yeah. I was confused when I tried to find the RTM (release to manufacture) version of the WCF, WPF VS 2005 RTM Extension aka “Cider”. I got confused because there is no downloadable package that has “RTM” in it’s name/version number.
So I made a quick search and found this:
“The November CTP of Cider is the final release of the Visual Studio 2005 Extensions for .Net Framework 3.0. It is compatible with the RTM release of the .Net Framework 3.0, which includes WPF.
From this point forward Cider will only be released as a part of Visual Studio “Orcas”.”
The Cider Wiki is telling you this:
“The November CTP is the last planned release of Cider as an extension to Visual Studio 2005. Future CTPs of Cider will be available in the preview releases of the next full version of Visual Studio which is currently code named “Orcas”. Features in Orcas will come online at various points during the development cycle so you may see differences from the features available today by installing the VS 2005 based CTP of Cider. The November CTP of Cider for Visual Studio 2005 will remain available to hold developers over until all the hard work we are doing today in Orcas is ready for prime time. We will continue to post announcements of our future Orcas Based “CTP” releases here on this site and at our MSDN forum.”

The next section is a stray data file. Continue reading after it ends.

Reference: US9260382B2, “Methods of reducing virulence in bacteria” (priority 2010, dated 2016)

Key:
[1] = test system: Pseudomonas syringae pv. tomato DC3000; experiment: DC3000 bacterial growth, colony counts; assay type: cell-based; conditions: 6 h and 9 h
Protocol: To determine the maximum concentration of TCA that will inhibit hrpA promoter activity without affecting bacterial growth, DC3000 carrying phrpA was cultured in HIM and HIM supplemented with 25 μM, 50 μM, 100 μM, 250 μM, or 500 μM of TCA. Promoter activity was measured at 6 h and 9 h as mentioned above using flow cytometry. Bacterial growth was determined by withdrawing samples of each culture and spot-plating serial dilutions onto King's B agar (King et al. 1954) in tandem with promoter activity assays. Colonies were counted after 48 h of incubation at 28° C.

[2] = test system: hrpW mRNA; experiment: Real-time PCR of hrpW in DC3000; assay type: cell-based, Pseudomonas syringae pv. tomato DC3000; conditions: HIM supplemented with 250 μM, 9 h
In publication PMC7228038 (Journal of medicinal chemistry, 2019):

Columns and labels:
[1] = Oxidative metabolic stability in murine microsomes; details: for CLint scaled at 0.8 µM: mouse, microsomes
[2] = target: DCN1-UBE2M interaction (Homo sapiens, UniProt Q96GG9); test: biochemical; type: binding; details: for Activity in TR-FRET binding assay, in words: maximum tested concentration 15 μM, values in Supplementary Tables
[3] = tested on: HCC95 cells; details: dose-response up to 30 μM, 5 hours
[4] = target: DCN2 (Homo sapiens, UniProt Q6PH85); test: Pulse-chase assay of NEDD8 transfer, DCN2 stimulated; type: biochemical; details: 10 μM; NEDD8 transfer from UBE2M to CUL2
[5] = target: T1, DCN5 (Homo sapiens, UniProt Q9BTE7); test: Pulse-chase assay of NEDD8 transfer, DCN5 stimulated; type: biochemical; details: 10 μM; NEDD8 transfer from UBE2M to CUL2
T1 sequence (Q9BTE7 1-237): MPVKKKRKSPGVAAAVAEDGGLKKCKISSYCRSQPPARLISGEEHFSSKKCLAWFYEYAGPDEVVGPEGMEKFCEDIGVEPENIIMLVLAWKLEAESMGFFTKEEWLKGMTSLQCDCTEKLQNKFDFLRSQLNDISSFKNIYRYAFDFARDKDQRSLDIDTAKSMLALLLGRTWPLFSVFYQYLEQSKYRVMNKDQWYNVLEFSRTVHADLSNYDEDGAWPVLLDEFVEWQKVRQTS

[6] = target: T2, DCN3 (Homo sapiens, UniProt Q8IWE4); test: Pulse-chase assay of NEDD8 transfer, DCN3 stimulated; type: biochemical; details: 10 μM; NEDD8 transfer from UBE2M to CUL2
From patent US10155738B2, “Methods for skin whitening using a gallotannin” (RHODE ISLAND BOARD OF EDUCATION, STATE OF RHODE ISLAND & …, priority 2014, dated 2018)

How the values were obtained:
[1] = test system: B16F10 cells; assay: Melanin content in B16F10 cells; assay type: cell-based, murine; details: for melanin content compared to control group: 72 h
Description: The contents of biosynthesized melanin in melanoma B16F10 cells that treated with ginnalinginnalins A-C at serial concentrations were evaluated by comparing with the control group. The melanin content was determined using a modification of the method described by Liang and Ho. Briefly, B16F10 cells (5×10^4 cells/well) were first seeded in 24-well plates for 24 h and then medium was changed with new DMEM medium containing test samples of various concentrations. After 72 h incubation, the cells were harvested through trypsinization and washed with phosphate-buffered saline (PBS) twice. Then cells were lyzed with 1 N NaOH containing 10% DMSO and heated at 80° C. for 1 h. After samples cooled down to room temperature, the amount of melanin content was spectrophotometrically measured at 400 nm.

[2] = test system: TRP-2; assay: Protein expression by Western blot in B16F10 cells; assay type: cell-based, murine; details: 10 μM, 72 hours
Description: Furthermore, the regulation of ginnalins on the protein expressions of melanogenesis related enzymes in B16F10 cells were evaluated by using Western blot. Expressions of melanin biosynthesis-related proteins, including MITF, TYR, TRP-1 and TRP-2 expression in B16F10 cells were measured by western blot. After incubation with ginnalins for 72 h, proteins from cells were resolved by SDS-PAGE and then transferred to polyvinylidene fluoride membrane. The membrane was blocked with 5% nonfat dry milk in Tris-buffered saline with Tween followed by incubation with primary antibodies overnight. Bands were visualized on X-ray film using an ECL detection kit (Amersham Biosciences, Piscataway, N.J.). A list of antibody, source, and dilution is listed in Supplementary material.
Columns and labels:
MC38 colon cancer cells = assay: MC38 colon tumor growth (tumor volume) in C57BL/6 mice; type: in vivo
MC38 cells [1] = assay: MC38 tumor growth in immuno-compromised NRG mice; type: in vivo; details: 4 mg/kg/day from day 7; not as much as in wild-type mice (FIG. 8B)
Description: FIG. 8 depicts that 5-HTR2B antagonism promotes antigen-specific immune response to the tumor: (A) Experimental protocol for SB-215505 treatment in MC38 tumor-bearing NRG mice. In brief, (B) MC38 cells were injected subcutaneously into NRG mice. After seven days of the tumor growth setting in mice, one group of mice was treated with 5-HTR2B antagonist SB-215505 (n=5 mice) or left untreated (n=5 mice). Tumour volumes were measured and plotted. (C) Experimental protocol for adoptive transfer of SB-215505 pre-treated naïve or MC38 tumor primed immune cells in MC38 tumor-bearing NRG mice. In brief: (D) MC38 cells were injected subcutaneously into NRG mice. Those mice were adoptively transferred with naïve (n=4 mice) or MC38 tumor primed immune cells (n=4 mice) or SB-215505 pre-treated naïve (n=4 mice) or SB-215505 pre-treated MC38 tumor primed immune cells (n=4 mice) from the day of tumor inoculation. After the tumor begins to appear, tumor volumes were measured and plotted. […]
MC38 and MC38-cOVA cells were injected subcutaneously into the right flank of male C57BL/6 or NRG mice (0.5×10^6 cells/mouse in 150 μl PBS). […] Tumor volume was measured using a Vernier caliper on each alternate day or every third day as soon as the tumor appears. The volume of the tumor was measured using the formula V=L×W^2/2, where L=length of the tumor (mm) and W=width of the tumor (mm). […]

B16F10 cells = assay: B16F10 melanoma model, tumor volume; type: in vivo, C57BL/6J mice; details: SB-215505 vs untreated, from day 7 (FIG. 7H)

So. If you want the Visual Studio 2005 WPF, WCF templates and designer codenamed “Cider”. Just go ahead and download the November CTP which is indeed the final version for Visual Studio 2005.
Source 1: http://forums.microsoft.com/MSDN/ShowPost.aspx?PostID=929870&SiteID=1
Source 2: http://channel9.msdn.com/wiki/default.aspx/Cider.HomePage
Source 3: Visual Studio 2005 Extensions for .Net Framework 3.0